Model predictive control of indoor microclimate: Existing building stock comfort improvement

A. Ryzhov, H. Ouerdane, E. Gryazina, A. Bischi, K. Turitsyn

Research output: Contribution to journalArticlepeer-review

29 Citations (Scopus)


Home retrofitting provides a means to improve the basic energy and comfort characteristics of a building stock, which cannot be renewed because of prohibitive costs. We analyze how model predictive control (MPC) applied to indoor microclimate control can provide energy-efficient solutions to the problem of occupants’ comfort in a variety of situations principally imposed by external weather and room occupancy. For this purpose we define an objective function for the energy consumption, and we consider two illustrative cases: one building designed and built in recent times with modern HVAC equipment, and one designed and built several decades ago with poor thermal characteristics and no dedicated ventilation system. Our model includes various physical effects such as air infiltration and indoor thermal “inertia mass” (inner walls, floor, ceiling, and furniture), and also accounts for the impact of human presence essentially as heat and CO2 sources. The influence on the numerical results of forecast horizons and of uncertainties due to inaccuracies in the weather and room occupancy forecasts, are analyzed. As we solve non-convex optimization problems using a linear and a nonlinear optimizer, full MPC performance is compared to both linearized MPC and a standard on/off controller. The main advantage of MPC is its ability to provide satisfactory solutions for microclimate control at the least possible energy cost for both modern and old buildings. As old buildings are usually not properly ventilated, we see in light of our simulation results, that a supply ventilation system installation provides a solution for significant air quality improvement.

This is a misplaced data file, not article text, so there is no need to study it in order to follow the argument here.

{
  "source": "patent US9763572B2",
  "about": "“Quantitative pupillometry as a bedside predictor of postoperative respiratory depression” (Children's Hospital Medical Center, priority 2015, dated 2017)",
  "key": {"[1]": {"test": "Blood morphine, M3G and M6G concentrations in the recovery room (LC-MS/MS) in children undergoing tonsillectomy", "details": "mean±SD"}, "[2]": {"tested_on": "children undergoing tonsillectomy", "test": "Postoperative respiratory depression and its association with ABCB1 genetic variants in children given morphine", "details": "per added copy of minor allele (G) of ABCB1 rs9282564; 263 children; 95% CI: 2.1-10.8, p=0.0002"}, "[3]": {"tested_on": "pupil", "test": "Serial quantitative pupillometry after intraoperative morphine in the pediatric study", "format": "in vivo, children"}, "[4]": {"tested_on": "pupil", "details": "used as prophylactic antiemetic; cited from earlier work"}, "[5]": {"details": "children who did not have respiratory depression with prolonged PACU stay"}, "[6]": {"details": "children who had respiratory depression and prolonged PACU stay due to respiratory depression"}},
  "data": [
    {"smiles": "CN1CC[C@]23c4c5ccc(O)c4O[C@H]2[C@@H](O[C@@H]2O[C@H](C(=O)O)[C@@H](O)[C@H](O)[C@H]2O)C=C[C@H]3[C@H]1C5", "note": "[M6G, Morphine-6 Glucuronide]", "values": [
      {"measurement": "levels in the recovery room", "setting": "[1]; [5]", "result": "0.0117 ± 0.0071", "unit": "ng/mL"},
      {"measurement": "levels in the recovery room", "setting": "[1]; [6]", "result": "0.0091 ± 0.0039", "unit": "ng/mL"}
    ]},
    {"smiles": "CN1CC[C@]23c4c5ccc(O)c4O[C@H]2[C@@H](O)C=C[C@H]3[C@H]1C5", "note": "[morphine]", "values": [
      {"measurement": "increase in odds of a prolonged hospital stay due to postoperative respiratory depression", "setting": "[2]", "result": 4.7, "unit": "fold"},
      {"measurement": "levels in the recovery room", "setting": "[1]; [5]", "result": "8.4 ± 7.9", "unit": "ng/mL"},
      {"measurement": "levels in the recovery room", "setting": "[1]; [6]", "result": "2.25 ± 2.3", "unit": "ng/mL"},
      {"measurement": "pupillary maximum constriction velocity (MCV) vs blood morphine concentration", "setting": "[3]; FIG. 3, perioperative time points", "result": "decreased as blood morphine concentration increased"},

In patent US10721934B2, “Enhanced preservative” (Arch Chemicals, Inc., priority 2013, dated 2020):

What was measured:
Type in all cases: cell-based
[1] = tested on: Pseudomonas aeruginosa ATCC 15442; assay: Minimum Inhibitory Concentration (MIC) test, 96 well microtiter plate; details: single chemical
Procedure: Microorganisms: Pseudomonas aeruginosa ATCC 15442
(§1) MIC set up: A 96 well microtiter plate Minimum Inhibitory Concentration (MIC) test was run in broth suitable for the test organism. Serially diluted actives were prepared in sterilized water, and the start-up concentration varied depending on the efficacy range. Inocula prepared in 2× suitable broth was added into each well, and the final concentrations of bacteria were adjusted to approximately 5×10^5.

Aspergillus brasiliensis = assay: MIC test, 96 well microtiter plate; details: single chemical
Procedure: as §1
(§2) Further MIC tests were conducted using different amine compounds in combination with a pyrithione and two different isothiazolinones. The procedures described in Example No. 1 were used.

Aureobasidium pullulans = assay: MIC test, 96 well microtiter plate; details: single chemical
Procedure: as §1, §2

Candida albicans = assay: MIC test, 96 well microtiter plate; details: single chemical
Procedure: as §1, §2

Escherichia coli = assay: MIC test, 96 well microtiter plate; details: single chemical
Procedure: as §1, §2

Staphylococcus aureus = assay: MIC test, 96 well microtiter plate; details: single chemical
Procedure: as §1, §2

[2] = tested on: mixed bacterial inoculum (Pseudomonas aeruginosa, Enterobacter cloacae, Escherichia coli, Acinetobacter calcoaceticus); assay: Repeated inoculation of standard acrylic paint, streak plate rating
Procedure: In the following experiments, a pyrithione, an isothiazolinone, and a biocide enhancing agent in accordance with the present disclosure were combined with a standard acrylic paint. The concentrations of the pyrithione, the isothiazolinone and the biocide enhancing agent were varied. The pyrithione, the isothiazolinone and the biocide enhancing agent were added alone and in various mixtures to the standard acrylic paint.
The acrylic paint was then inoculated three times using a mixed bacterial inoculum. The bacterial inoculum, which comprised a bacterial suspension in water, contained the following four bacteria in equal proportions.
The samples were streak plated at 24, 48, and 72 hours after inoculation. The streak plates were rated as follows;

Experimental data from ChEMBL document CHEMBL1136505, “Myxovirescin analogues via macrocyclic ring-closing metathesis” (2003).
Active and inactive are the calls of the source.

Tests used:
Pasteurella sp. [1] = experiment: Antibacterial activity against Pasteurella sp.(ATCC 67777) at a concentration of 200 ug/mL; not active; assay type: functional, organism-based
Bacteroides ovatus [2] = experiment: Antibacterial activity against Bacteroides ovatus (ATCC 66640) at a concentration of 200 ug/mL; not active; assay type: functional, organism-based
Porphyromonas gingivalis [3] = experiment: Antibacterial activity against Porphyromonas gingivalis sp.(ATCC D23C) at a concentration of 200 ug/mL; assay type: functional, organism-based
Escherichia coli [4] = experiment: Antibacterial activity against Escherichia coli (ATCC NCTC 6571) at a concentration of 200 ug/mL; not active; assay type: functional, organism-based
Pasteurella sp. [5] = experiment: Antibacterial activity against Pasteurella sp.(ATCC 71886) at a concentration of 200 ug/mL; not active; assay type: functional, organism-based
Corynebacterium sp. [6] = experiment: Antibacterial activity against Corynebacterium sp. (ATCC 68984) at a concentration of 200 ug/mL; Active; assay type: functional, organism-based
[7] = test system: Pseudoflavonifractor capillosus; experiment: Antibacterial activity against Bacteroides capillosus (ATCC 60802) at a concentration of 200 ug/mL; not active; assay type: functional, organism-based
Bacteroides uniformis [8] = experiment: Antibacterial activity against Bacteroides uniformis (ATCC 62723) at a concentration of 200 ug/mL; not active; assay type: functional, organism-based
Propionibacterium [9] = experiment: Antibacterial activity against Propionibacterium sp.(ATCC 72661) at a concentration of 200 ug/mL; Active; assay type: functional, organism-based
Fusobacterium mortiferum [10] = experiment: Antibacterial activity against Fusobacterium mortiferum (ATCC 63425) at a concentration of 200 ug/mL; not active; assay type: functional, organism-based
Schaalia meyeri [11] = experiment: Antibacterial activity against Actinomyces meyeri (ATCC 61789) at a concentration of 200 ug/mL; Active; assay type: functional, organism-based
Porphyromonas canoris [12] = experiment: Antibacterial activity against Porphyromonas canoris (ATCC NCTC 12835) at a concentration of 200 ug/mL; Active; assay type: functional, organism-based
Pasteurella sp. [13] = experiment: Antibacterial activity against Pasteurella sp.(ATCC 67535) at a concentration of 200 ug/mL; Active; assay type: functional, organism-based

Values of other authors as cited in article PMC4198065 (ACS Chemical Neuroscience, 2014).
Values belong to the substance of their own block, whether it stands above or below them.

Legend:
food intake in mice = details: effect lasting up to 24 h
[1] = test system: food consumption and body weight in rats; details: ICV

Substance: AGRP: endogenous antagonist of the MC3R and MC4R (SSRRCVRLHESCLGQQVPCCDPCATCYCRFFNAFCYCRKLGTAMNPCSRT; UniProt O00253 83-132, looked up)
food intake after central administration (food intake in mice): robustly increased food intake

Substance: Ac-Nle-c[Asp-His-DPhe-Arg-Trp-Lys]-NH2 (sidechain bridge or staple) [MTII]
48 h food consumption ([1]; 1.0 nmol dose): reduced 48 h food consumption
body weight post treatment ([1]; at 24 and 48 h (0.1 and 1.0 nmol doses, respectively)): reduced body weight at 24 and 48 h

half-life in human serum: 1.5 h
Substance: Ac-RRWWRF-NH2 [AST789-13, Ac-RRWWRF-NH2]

Original languageEnglish
Pages (from-to)219-228
Number of pages10
JournalEnergy Conversion and Management
Publication statusPublished - 1 Jan 2019


  • Building energy simulation
  • Indoor comfort
  • Model predictive control
  • Residential building


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